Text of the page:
Heightened uncertainty is one of several forces that weighed on the economy and hiring in 2013. Much of the uncertainty emanated from the government sector, especially regarding fiscal policy. Other factors clouded the outlook, too, including uncertainty about health care costs and the Affordable Care Act, and the economic outlook.
Although fiscal and monetary policy uncertainty seemed to ebb somewhat earlier in the year, it returned full force in the fall as the two-week federal government shutdown and the debt ceiling standoff dealt a blow to consumer and business confidence. Congress resolved the budget issue by the end of the year.
The question of how uncertainty affects the economy has been particularly relevant in the current recovery, although it has interested economists for some time. (Fed Chairman Ben Bernanke studied the topic earlier in his career.) According to a measure of economic policy uncertainty developed by economists Scott Baker, Nick Bloom, and Steven Davis, the past several years have been marked by historically high levels of policy-related uncertainty.
The crux of the problem is that firms—unsure of what lies ahead for taxes, regulations, and the economy—may delay investing and hiring. Anecdotal evidence gathered as part of the monetary policy process supports this theory. As the Federal Open Market Committee prepared to meet in October, the Beige Book noted that “employers continued to report hiring hesitancy related to changes in healthcare regulation and fiscal policy uncertainty.”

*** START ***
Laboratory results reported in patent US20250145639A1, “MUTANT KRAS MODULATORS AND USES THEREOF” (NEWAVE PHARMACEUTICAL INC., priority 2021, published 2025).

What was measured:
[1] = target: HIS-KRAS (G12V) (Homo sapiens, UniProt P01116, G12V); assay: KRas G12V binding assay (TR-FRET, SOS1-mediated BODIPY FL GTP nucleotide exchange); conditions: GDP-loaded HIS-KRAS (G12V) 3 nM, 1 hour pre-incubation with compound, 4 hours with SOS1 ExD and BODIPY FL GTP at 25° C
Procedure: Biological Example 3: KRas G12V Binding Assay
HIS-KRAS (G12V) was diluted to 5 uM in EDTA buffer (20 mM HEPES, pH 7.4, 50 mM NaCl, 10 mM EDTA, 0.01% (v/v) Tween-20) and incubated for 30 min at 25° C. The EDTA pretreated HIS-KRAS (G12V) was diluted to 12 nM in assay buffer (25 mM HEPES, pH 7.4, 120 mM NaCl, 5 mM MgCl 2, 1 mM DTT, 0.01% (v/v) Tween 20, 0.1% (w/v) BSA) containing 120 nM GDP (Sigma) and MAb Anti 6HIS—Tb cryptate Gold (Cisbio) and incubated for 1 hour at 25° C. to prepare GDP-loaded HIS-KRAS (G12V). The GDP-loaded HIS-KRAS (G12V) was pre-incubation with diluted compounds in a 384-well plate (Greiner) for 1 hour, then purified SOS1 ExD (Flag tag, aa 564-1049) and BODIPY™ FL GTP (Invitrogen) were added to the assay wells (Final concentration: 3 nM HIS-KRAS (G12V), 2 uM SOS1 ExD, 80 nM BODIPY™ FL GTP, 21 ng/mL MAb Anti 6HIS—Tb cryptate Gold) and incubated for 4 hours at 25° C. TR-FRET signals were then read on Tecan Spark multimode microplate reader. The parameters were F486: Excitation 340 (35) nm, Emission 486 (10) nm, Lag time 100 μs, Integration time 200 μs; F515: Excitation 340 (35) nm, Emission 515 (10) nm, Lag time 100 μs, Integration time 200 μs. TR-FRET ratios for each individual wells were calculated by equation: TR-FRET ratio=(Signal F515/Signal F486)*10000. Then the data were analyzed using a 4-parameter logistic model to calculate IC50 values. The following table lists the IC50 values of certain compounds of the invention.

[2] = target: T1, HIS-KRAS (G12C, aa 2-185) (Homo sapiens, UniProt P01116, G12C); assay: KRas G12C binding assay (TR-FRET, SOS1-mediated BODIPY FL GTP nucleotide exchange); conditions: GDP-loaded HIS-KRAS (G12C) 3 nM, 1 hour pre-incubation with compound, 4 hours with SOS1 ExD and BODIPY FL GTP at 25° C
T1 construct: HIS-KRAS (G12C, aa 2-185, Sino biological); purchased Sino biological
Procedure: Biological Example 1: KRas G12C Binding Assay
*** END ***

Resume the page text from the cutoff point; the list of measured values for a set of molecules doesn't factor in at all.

The committee of the Federal Reserve Board that sets monetary policy, including the interest rates that are charged to banks.
The Atlanta Fed’s Small Business Survey also honed in on the issue. Nearly half of respondents to the third-quarter 2013 survey reported a higher level of uncertainty relative to the first quarter. Moreover, many firms indicated that uncertainty was having a greater than usual impact on their decisions. Among them, about 20 percent expected their workforce to decrease and roughly half expected no change to their headcount.
The evidence linking heightened uncertainty and sluggish economic growth is not just the anecdotal sort. An emerging body of research supports these linkages, too. Last year, a much-cited report by research firm Macroeconomic Advisers attempted to quantify the economic effect of fiscal policy uncertainty, estimating that since 2009 it has shaved 0.3 percentage point per year from U.S. GDP. In 2013 alone, fiscal policy uncertainty kept the unemployment rate higher by 0.6 percentage point—the equivalent of 900,000 jobs, the report said.